Month: June 2005

It may not seem so obvious, but I wonder if today’s Supreme Court ruling against File Sharing companies might act as a precedent against gun manufacturers?

In the anti-File Sharing ruling, the Supreme Court is in essence holding the software companies responsible for the illegal actions of their users. If the same idea were applied to gun manufacturers, then one could conceivably hold them responsible for the illegal actions of their users as well — murder, armed robbery, aggravated assault in this case.

I realize that it’s a bit of a leap in terms of the nature of the products, and the crimes involved, but legally speaking I wonder if it’s really as big a leap as one might first think.

Update: I’m listening to the Glenn Mitchell Show on KERA, and someone asked a question about this. Glenn’s researcher came back a bit later, saying that basically the Supreme Court determined that Grokster has no substantial non-infringing uses (something which itself I disagree with), whereas firearms have non-criminal uses like home protection, hunting, etc.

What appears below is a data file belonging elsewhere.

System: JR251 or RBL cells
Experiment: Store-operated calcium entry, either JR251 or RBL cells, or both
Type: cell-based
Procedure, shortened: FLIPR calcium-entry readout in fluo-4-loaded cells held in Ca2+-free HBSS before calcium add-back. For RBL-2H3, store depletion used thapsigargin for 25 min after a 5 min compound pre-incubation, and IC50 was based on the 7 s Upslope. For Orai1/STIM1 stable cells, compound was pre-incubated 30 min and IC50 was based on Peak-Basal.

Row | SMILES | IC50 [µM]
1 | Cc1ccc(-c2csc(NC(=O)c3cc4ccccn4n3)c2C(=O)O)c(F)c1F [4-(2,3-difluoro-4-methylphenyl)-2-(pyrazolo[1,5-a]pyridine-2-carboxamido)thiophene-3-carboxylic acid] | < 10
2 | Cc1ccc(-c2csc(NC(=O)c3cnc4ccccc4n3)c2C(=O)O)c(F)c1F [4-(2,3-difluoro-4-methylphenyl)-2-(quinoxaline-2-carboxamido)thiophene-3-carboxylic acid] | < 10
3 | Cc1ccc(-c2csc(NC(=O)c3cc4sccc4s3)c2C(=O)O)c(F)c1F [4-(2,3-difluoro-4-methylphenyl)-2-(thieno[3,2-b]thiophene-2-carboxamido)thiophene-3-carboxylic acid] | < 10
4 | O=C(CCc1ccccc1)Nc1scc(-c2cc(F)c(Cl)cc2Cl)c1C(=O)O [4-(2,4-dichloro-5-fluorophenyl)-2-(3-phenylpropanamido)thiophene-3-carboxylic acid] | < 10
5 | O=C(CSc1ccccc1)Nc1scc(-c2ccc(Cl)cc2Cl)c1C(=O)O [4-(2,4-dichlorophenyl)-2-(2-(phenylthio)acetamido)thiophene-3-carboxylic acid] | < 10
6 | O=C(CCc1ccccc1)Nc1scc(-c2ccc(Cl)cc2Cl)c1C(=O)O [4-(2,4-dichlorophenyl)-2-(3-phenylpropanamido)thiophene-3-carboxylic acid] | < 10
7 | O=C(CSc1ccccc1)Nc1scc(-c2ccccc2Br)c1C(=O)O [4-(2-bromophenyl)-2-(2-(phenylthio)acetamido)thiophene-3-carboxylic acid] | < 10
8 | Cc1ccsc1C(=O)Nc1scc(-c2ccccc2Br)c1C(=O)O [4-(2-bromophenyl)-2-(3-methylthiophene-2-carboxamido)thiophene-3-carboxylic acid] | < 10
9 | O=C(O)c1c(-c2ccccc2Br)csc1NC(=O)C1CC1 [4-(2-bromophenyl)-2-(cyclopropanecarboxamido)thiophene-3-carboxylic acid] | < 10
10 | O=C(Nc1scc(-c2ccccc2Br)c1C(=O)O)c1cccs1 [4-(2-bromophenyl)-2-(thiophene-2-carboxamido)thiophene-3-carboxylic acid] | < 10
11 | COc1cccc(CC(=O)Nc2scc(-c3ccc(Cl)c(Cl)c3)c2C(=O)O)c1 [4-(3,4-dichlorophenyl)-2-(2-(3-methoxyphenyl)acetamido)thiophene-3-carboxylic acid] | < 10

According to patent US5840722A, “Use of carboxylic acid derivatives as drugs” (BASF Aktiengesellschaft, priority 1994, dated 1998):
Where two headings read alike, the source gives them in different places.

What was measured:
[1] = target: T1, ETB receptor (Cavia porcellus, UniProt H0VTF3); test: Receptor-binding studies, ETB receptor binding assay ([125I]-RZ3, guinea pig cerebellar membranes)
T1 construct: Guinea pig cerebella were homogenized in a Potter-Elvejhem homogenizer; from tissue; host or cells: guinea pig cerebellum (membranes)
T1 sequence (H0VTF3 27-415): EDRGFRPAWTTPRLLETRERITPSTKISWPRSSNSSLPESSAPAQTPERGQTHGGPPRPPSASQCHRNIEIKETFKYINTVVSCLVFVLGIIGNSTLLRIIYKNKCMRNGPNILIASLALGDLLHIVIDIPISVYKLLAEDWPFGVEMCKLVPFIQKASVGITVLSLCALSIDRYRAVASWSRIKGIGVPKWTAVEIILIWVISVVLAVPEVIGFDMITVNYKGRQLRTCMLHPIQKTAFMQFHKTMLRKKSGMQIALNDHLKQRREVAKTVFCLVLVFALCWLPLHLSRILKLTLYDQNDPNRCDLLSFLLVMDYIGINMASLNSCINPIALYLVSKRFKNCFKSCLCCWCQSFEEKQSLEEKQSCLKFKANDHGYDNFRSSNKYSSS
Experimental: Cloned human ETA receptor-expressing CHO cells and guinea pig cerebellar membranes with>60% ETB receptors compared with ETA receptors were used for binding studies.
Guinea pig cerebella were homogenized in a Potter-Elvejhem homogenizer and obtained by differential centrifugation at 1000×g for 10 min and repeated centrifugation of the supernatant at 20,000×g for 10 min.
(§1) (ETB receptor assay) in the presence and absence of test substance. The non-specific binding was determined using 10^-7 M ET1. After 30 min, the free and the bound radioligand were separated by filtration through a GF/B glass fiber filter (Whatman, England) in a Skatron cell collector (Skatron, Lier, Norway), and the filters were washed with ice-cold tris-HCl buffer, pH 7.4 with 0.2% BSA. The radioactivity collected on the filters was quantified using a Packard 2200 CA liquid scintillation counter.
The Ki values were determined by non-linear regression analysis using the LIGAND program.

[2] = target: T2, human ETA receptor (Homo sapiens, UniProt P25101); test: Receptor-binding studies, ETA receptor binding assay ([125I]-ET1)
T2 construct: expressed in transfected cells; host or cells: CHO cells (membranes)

But what about cheap guns that seem to be marketed towards criminals, or ammunition which is advertised as specifically able to pierce body armor? Surely the latter is a product which is specifically manufactured and sold to civilians with no significant legitimate uses.

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